Caregiver Perspective: An Interview with Britney Carpenter

To say that our caregivers are hardworking would be an incredible understatement. The time and hours they put in to care for our clients are invaluable to the lives of those we serve. One of those caregivers, our on-call coordinator and one of our amazing caregiver trainers, Britney Carpenter, sat down with me to talk caregiving, what she thinks is most important about the profession, and where the industry needs to grow to better serve the people who need it.

Jes Richards: How did you get started in caregiving?

Britney Carpenter: Growing up, my mom always did caregiving. She worked in facilities, CBRFs, so I would go with her when she would work 3rd shift. In the morning, after the people were up and ready, I would sit and talk with them. Back then, they were people who survived the Titanic days and world wars, and I just found it so interesting to sit and talk to them and get to know them.

When I was 15, my mom had a guy that was in one of her facilities; he had MS and was a full quadriplegic. He was being kicked out of the CBRF because he needed too much care and couldn’t afford skilled nursing. So, she actually transformed our back living room into his room, and he moved in with us. She worked around the clock. It turned into me helping out a lot, so I was learning about Hoyers and catheter care and all kinds of things. I was kind of like her sidekick with that, and I worked a lot of hours with him and got to know him. That’s kind of where it all got started.

JR: So you had no skills, you just learned “on the job.”

BC: Yeah, I watched my mom a lot and what she did. She honestly taught me everything I know about caregiving. She’s phenomenal at it, as well. I guess I kind of always wanted to learn from her. Most of it was hands-on, listening and observing and really wanting to learn to provide good care.

JR: How did it feel, growing up immersed in caregiving with this guy living in your house, taking care of him 24/7?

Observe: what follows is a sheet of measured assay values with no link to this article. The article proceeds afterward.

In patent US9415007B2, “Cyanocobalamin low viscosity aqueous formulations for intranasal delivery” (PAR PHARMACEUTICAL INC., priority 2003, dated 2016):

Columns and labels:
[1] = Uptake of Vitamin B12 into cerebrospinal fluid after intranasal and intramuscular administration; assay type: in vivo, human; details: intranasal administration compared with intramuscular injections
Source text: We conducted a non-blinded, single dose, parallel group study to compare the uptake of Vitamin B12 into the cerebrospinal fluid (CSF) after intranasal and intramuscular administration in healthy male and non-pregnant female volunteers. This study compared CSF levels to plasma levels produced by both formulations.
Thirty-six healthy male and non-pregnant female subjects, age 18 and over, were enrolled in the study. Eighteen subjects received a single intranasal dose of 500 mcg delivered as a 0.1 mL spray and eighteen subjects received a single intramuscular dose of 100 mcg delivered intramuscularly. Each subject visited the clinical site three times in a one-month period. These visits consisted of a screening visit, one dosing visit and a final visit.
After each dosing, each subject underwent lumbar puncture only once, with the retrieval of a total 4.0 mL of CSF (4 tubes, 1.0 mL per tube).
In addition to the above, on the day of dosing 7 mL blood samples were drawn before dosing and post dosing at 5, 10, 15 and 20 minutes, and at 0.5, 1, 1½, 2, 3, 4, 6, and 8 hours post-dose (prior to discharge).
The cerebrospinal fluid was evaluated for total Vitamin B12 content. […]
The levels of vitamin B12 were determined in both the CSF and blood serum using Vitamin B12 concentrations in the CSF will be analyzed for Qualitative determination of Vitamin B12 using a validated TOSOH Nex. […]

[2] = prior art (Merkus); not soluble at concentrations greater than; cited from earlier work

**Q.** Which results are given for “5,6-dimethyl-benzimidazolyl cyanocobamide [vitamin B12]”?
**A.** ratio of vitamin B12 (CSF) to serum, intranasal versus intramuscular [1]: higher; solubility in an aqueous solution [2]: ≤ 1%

BC: It was difficult, we couldn’t do as many things anymore. I grew up traveling with my family in a motor home, so here we were, used to always going everywhere and doing things, and now we’re stuck at home all the time. Occasionally, she would hire somebody to come in and do some things. It was kind of a burden and a stressor for us, but at the same time, it was—now looking back—such a great experience to know what we did for him. I’ve taken that into my adult life, too. Always help people in bad situations because they need help and compassion.

At the time, it was a little overwhelming having my mom take care of him all the time. I remember fighting and saying things like, “You love him more than me,” but now, looking back, I’m grateful we did that for him. It was a huge thing to do for somebody.

JR: Now, as an adult working in the caregiving industry, you obviously take what you learned when you were younger and use it. What are the biggest lessons you bring with you every day when you’re on the job?

BC: In caregiving alone? It’s compassion. I’ve learned to be very compassionate and understanding and patient. I’ve learned that everybody’s views are not the same, so you really have to respect each individual as you would want to be respected.

JR: As far as the industry goes, what do you is the core issue that, if it was addressed, the industry would vastly improve?

BC: I don’t even know where to start on that. Really, it starts with the government providing more options and outlets for people with disabilities. There’s not a lot of help out there. I grew up with a brother who has Down Syndrome, and there’s just not a lot out there in terms of funds or things like that. People get stuck in bad situations simply because of the way they’re born or something that happened to them that they couldn’t help.